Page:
This site-specific project explores location as an imaginary, physical, geographic, and psychological territory.
This site-specific project explores location as an imaginary, physical, geographic, and psychological territory. The Bermuda Triangle, an area that encompasses the artist’s native Puerto Rico, becomes distended, its coordinates stretched and its area unfolded into her current site. A series of connections, multiple narratives, and factual data are interwoven into a visual structure that explores navigation and displacement.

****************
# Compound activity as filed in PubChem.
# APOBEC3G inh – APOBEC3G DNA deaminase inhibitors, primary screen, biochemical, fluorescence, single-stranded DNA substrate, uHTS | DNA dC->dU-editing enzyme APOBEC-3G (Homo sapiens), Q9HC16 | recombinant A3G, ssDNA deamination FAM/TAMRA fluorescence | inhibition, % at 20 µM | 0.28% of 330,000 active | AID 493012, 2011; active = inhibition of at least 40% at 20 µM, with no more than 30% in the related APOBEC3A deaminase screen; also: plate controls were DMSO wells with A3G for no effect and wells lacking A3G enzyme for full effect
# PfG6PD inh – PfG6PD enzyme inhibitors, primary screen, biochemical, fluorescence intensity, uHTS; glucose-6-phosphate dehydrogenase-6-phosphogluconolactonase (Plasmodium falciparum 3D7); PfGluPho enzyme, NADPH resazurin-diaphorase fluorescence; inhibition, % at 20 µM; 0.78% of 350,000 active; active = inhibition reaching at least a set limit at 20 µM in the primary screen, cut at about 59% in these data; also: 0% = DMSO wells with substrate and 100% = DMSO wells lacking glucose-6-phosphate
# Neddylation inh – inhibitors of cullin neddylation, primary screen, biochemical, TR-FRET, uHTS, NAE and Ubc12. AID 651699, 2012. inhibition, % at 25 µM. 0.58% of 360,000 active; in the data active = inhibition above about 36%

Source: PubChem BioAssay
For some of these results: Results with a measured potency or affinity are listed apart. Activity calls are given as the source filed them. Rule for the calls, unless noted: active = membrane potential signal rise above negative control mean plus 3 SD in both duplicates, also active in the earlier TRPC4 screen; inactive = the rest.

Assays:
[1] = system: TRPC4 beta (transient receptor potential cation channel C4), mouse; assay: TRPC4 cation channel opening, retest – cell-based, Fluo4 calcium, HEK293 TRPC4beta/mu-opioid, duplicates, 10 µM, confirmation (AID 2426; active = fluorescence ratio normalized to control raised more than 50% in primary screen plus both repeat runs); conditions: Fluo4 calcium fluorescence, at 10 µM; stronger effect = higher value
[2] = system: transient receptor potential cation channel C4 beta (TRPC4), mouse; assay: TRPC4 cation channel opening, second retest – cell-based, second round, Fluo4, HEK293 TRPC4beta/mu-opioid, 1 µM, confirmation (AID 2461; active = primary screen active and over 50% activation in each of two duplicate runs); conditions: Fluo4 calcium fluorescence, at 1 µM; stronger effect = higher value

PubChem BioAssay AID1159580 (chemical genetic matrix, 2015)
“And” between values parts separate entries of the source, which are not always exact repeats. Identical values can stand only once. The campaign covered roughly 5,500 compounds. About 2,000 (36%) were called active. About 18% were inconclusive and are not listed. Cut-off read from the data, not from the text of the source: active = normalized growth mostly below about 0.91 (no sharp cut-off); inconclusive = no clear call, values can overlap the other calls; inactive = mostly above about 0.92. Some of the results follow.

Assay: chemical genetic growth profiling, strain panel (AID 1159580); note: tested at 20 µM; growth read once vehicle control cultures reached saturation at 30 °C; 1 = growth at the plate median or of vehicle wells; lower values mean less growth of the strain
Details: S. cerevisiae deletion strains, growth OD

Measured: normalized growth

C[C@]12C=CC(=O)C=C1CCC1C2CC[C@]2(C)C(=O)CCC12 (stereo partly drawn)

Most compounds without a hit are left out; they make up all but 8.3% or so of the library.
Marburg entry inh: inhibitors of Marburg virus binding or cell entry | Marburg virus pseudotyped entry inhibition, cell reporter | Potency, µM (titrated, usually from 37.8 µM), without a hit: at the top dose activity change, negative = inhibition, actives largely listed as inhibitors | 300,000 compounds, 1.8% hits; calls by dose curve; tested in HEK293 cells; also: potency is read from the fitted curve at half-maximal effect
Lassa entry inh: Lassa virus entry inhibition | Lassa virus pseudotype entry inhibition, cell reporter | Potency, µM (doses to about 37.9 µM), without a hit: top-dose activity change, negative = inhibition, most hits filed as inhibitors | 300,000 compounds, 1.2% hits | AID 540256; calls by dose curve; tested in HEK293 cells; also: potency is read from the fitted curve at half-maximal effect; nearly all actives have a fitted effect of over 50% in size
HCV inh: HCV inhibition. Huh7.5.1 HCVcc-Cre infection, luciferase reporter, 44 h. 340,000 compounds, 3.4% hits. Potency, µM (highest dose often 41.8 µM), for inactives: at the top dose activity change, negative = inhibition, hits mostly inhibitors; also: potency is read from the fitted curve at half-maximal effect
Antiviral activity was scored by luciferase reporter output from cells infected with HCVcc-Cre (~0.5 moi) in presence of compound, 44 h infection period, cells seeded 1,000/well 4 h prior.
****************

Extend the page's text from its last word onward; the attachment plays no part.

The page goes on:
Nayda Collazo-Llorens, born in San Juan, Puerto Rico, is a visual artist whose work spans drawing, painting, printmaking, installation, video, and public art. Her work combines images, sound, and text to investigate how the mind processes information. While themes of displacement, alienation, and synchronicity permeate her videos and interventions, her text-based works explore post-alphabetic communication, hyperconnectivity and “noise” as systems of information. Collazo-Llorens is the granddaughter of the Puerto Rican literary critic, linguist, and lexicographer, Washington Llorens. Though born and raised in Puerto Rico, she attended college and graduate school in the United States, receiving her BFA in printmaking and graphic design from the Massachusetts College of Art in 1990 and her MFA from New York University in 2002. She has taught at Indiana University of Pennsylvania, Carnegie Mellon University School of Art, Kalamazoo College, and held the position of Stuart and Barbara Padnos Distinguished Artist in Residence at Grand Valley State University.